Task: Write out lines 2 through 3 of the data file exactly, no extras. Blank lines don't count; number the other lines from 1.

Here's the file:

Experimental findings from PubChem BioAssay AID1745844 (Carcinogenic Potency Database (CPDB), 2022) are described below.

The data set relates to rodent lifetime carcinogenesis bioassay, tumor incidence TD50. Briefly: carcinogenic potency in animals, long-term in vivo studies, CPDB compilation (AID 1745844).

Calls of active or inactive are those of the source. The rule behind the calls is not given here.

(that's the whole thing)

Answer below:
The data set relates to rodent lifetime carcinogenesis bioassay, tumor incidence TD50. Briefly: carcinogenic potency in animals, long-term in vivo studies, CPDB compilation (AID 1745844).

Calls of active or inactive are those of the source. The rule behind the calls is not given here.